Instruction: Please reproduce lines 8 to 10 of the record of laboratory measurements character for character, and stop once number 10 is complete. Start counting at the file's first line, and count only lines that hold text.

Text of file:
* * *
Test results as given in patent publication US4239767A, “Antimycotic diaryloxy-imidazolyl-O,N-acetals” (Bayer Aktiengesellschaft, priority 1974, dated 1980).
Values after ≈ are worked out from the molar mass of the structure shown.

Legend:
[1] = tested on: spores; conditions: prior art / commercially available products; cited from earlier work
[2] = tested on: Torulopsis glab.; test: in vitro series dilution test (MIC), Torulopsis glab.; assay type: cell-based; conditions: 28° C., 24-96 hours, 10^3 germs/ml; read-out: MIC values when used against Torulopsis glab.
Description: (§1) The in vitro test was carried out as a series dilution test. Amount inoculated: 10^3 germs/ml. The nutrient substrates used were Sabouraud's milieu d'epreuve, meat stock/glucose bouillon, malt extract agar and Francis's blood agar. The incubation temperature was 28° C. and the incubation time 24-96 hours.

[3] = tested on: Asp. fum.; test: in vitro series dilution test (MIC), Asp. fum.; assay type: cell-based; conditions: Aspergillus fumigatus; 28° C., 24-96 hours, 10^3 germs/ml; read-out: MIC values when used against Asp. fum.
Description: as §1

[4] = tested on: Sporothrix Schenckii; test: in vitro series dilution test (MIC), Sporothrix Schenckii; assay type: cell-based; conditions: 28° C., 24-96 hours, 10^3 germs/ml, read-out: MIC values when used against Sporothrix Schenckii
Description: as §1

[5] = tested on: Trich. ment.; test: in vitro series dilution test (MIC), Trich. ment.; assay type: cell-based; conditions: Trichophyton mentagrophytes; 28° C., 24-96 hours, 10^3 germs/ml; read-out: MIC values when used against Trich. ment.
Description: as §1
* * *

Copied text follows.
Description: as §1

[4] = tested on: Sporothrix Schenckii; test: in vitro series dilution test (MIC), Sporothrix Schenckii; assay type: cell-based; conditions: 28° C., 24-96 hours, 10^3 germs/ml, read-out: MIC values when used against Sporothrix Schenckii
Description: as §1